The GT63 Titan's webcam is surprisingly decent. It handled contrast well, as it was able to light up my face without washing out or darkening the background. I could see the small wrinkles on my button-up shirt, crying out for me to iron them, as well as more depth than usual among the strands of hair on my head.
Even the color on my co-worker's gray-and-blue shirt behind me was accurately represented when I turned around to look at it. However, I noticed that the camera has a weird fish-eye effect on the corners of the image, blurring those areas out. But, overall, I'd say you're safe to stream without a dedicated webcam.
You'd think that a laptop this powerful would be scorching hot, but it remained remarkably cool during our testing (for the most part). After I played Shadow of War for 15 minutes straight, the laptop's underside hit 95 degrees Fahrenheit, which is just at our comfort threshold. The center of the keyboard and touchpad hit 98 and 93 degrees, respectively. The hottest part of the underside hit 130 degrees, which was the direct center below the hinge.
However, numbers don't tell the full story here, because when you touch the underside, it feels relatively cool. This is mostly due to the air being taken in from the underside and then flowing out of the meaty vents on the hinge, which hit 174 degrees. But because the hinge faces away from you, placing the machine on your lap works perfectly fine. I even spent a whole night gaming with the Titan on my lap, and it didn't bother me.
It was a lot cooler after a less intensive test. After I streamed a 15-minute HD video, the underside and center of the keyboard both hit only 86 degrees, while the touchpad hit 91 degrees. The hottest the underside got was 94 degrees.
Software and Warranty
The star software in any MSI laptops is, of course, the Dragon Center. In one app, you can monitor your entire system from CPU to GPU, tune your CPU performance down to the fan speed and the color of the display, and automatically optimize your GPU performance by flicking the Gaming Mode switch on the game you're playing. There's also the VoiceBoost feature, which automatically adjusts in-game voice chat, as well as tools for burn recovery and battery calibration. MSI also includes a feature to control the Dragon Center through a mobile app.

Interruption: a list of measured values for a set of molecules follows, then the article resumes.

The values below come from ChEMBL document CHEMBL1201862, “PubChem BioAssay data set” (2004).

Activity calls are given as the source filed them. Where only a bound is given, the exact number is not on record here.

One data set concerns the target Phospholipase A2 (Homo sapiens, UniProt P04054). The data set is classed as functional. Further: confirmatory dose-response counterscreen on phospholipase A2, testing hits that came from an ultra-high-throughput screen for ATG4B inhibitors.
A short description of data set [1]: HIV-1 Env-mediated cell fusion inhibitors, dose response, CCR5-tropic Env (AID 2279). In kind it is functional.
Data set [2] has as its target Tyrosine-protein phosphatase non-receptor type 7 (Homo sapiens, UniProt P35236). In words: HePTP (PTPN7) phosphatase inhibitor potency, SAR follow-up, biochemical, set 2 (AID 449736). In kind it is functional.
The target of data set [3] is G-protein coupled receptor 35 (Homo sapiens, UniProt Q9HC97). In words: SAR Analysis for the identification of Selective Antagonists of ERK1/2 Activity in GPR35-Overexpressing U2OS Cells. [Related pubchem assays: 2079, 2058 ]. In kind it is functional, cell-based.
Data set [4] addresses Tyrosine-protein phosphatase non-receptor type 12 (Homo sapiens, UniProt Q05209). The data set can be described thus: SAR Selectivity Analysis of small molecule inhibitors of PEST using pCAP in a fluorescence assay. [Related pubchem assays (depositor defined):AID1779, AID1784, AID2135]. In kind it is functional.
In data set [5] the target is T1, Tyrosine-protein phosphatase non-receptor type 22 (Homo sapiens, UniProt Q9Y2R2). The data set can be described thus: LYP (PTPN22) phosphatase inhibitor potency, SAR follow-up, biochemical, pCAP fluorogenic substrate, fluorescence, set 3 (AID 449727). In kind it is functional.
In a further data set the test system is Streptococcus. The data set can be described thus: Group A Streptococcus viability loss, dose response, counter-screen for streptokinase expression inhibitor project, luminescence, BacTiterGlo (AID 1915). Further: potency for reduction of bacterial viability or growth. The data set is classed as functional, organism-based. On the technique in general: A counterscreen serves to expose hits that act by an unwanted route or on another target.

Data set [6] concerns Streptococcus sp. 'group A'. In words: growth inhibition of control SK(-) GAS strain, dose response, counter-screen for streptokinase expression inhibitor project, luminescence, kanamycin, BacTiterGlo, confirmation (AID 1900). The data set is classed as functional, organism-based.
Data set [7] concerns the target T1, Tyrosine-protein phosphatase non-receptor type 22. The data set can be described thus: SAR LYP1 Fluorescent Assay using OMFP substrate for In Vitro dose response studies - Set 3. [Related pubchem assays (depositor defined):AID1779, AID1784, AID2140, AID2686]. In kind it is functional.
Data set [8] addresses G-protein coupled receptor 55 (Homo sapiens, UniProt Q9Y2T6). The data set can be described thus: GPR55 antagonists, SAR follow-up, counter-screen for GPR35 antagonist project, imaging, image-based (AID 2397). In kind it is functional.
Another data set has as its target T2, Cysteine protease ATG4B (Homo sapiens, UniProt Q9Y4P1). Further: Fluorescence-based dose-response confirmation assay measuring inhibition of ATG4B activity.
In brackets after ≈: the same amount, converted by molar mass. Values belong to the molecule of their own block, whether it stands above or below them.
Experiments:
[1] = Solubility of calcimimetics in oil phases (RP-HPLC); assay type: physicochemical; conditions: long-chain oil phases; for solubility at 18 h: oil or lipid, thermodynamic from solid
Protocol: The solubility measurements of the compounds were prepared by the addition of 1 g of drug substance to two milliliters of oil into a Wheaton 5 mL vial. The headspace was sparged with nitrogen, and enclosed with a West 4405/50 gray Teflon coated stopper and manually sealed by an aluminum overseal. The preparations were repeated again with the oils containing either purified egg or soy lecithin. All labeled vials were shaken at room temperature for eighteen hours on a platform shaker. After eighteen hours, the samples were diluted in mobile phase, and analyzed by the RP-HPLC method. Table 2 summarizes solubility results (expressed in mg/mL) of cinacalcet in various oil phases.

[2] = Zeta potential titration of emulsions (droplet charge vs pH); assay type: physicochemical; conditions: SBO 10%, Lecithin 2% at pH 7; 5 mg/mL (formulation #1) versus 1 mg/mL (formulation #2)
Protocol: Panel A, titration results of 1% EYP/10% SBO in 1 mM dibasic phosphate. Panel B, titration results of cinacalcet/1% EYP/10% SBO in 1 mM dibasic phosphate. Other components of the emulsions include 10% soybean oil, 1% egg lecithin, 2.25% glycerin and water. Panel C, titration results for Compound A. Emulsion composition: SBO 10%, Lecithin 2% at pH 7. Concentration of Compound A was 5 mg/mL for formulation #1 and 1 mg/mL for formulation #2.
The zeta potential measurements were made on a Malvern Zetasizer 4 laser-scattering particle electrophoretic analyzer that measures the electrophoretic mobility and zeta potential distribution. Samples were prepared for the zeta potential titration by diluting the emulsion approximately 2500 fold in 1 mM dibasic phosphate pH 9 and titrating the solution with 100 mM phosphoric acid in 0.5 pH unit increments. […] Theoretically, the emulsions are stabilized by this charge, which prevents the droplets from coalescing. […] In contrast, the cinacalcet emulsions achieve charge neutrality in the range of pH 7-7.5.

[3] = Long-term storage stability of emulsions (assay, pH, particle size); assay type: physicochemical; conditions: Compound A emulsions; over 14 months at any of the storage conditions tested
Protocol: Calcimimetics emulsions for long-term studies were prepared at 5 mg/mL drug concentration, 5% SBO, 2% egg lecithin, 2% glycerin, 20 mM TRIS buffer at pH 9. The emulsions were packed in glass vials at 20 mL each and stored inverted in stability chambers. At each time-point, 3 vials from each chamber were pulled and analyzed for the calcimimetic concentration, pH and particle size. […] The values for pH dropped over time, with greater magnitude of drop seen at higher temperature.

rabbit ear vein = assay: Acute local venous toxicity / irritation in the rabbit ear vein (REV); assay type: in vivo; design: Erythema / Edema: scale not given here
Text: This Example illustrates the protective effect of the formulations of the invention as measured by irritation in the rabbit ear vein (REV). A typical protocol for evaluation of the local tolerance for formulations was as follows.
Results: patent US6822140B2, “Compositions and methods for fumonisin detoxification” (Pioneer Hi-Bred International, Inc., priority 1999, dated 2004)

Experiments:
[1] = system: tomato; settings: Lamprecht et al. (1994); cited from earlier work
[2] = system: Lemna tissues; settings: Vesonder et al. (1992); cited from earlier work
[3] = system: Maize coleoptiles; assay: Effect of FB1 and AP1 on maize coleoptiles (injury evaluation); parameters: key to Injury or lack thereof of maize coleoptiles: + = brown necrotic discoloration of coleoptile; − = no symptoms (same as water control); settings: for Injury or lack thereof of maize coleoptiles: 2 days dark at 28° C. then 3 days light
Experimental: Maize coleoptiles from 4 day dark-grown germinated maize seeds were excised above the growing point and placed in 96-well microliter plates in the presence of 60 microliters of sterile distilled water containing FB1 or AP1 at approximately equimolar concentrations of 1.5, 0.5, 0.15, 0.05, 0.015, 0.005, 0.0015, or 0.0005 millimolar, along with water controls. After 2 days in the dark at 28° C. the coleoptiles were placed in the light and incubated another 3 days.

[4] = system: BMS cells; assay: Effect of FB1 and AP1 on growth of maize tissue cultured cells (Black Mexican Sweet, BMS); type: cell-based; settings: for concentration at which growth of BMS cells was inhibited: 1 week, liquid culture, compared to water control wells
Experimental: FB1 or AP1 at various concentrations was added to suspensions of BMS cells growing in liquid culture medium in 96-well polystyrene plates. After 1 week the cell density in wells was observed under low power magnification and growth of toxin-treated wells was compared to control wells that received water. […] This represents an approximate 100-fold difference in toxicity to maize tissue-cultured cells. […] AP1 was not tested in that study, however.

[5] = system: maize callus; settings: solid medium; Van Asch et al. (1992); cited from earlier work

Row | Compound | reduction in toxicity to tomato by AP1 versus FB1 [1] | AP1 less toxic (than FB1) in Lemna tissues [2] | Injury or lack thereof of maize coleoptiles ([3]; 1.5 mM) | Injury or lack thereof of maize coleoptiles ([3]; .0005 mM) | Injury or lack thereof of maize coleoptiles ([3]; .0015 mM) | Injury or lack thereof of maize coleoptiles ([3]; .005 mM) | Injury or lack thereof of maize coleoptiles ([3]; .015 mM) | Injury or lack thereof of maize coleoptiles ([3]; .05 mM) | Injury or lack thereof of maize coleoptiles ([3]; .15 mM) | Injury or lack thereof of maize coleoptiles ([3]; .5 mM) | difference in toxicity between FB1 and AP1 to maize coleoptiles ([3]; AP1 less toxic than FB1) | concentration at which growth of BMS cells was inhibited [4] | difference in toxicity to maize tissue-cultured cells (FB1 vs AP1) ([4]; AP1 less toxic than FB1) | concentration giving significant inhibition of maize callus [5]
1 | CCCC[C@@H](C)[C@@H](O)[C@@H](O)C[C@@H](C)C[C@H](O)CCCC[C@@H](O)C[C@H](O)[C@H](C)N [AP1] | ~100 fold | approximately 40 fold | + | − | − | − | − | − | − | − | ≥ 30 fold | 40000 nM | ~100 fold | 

MSI also includes apps like XSplit Gamecaster (with a free 12-month subscription), SteelSeries Engine 3 app for the keyboard lighting and Killer Control Center app, which lets you optimize your internet bandwidth.
On top of all of those apps are Windows 10 bloatware, such as Candy Crush Saga, Candy Crush Soda Saga and Disney Magic Kingdoms.
The GT63 Titan 8RG I tested costs $2,999 and is armed with an Intel Core i7-8750H processor, 32GB of RAM, a 512GB SSD with a 1TB 7,200-rpm SATA HDD, an Nvidia GeForce GTX 1080 GPU with 8GB of VRAM, a 1080p and 120Hz display, and a 330W AC power supply.
Meanwhile, the 4K version of the Titan also runs for $2,999 and keeps the 330W power supply, but it has the same downgraded specs as the cheapest configuration. That configuration runs for around $2,199 and drops down to a GTX 1070 GPU with 16GB of RAM and a 256GB SSD, instead of the 512GB. It has a 230W power supply.
The MSI GT63 Titan 8RG ripped all of our tests apart with its 8th Gen Core i7 processor and GTX 1080 GPU. The vivid display and blasting speakers are to die for, and I know a few orcs who could corroborate. This baby is also a stone-cold killer, with its cool temps and precise keyboard. But despite that, some uninspired design choices and a wacky touchpad weigh down this laptop.
If you're looking for a thinner and lighter gaming laptop, go for the OriginPC Evo15-S (starting at $1,739). It has a deep-travel keyboard, a bunch of customization options, and powerful CPU and GPU performance.
But if you don't mind the bulk, the GT63 Titan offers a blend of everything that makes a premium gaming laptop great.
Credit: Laptop Mag
|CPU||2.2GHz Intel Core i7-8750H CPU|
|Operating System||Windows 10 Pro|
|RAM Upgradable to||64GB|
|Hard Drive Size||512GB|
|Hard Drive Speed|
|Hard Drive Type||NVMe SSD|
|Secondary Hard Drive Size||1TB|
|Secondary Hard Drive Speed||7,200RPM|
|Secondary Hard Drive Type||SATA Hard Drive|
|Highest Available Resolution||3840 x 2160|
|Optical Drive Speed|
|Graphics Card||Nvidia GeForce GTX 1080 (8GB)|
|Wi-Fi Model||Killer N1550 Combo (2*2 ac)|
|Touchpad Size||4.1 x 2.3 inches|
|Ports (excluding USB)||Microphone|
|Ports (excluding USB)||Ethernet|
|Ports (excluding USB)||Mini DisplayPort|
|Ports (excluding USB)||HDMI|
|Ports (excluding USB)||USB 2.0|
|Ports (excluding USB)||Headphone|
|Ports (excluding USB)||USB 3.1|
|Ports (excluding USB)||Kensington Lock|
|Ports (excluding USB)||Line Out|
|Ports (excluding USB)||Line-in|
|Ports (excluding USB)||USB Type-C|
|Card Slots||SD memory reader|
|Size||15.35 inches x 10.47 inches x 1.56 inches|